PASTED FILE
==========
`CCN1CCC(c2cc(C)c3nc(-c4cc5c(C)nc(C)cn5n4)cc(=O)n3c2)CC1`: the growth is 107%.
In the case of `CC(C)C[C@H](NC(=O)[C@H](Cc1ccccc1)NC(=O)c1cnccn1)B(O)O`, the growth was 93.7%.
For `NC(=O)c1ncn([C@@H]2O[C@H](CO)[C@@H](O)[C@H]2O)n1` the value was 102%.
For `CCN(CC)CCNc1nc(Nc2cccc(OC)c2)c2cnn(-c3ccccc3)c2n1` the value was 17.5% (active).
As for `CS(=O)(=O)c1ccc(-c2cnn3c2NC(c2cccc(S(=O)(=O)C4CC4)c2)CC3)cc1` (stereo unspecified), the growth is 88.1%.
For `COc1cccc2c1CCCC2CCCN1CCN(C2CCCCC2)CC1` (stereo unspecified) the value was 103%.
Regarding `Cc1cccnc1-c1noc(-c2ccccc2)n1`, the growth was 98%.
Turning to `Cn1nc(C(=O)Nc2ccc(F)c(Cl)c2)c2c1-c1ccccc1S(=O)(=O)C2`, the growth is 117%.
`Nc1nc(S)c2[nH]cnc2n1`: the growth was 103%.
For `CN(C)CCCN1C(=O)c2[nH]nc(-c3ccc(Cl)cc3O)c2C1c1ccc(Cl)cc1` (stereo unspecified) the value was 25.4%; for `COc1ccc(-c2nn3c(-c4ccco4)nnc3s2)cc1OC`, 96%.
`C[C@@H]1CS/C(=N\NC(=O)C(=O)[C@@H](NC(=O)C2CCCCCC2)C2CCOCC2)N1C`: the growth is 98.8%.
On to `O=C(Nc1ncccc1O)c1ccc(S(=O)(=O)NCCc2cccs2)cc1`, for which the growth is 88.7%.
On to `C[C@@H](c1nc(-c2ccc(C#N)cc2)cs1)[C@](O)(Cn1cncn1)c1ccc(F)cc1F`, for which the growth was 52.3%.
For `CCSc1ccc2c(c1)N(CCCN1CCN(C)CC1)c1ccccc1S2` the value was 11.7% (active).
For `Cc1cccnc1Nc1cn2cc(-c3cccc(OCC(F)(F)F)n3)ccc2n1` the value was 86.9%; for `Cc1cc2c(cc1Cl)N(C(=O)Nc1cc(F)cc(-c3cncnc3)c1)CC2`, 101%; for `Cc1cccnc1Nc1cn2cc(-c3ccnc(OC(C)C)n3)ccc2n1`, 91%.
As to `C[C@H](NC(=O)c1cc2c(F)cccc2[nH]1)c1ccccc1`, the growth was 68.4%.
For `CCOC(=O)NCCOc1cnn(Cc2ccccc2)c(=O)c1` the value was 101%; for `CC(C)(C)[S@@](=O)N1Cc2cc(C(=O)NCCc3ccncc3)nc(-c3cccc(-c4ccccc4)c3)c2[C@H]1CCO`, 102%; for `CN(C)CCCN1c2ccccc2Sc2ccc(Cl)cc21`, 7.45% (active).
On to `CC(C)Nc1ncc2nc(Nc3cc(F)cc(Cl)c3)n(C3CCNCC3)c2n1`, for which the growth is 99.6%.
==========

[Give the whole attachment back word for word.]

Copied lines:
`CCN1CCC(c2cc(C)c3nc(-c4cc5c(C)nc(C)cn5n4)cc(=O)n3c2)CC1`: the growth is 107%.
In the case of `CC(C)C[C@H](NC(=O)[C@H](Cc1ccccc1)NC(=O)c1cnccn1)B(O)O`, the growth was 93.7%.
For `NC(=O)c1ncn([C@@H]2O[C@H](CO)[C@@H](O)[C@H]2O)n1` the value was 102%.
For `CCN(CC)CCNc1nc(Nc2cccc(OC)c2)c2cnn(-c3ccccc3)c2n1` the value was 17.5% (active).
As for `CS(=O)(=O)c1ccc(-c2cnn3c2NC(c2cccc(S(=O)(=O)C4CC4)c2)CC3)cc1` (stereo unspecified), the growth is 88.1%.
For `COc1cccc2c1CCCC2CCCN1CCN(C2CCCCC2)CC1` (stereo unspecified) the value was 103%.
Regarding `Cc1cccnc1-c1noc(-c2ccccc2)n1`, the growth was 98%.
Turning to `Cn1nc(C(=O)Nc2ccc(F)c(Cl)c2)c2c1-c1ccccc1S(=O)(=O)C2`, the growth is 117%.
`Nc1nc(S)c2[nH]cnc2n1`: the growth was 103%.
For `CN(C)CCCN1C(=O)c2[nH]nc(-c3ccc(Cl)cc3O)c2C1c1ccc(Cl)cc1` (stereo unspecified) the value was 25.4%; for `COc1ccc(-c2nn3c(-c4ccco4)nnc3s2)cc1OC`, 96%.
`C[C@@H]1CS/C(=N\NC(=O)C(=O)[C@@H](NC(=O)C2CCCCCC2)C2CCOCC2)N1C`: the growth is 98.8%.
On to `O=C(Nc1ncccc1O)c1ccc(S(=O)(=O)NCCc2cccs2)cc1`, for which the growth is 88.7%.
On to `C[C@@H](c1nc(-c2ccc(C#N)cc2)cs1)[C@](O)(Cn1cncn1)c1ccc(F)cc1F`, for which the growth was 52.3%.
For `CCSc1ccc2c(c1)N(CCCN1CCN(C)CC1)c1ccccc1S2` the value was 11.7% (active).
For `Cc1cccnc1Nc1cn2cc(-c3cccc(OCC(F)(F)F)n3)ccc2n1` the value was 86.9%; for `Cc1cc2c(cc1Cl)N(C(=O)Nc1cc(F)cc(-c3cncnc3)c1)CC2`, 101%; for `Cc1cccnc1Nc1cn2cc(-c3ccnc(OC(C)C)n3)ccc2n1`, 91%.
As to `C[C@H](NC(=O)c1cc2c(F)cccc2[nH]1)c1ccccc1`, the growth was 68.4%.
For `CCOC(=O)NCCOc1cnn(Cc2ccccc2)c(=O)c1` the value was 101%; for `CC(C)(C)[S@@](=O)N1Cc2cc(C(=O)NCCc3ccncc3)nc(-c3cccc(-c4ccccc4)c3)c2[C@H]1CCO`, 102%; for `CN(C)CCCN1c2ccccc2Sc2ccc(Cl)cc21`, 7.45% (active).
On to `CC(C)Nc1ncc2nc(Nc3cc(F)cc(Cl)c3)n(C3CCNCC3)c2n1`, for which the growth is 99.6%.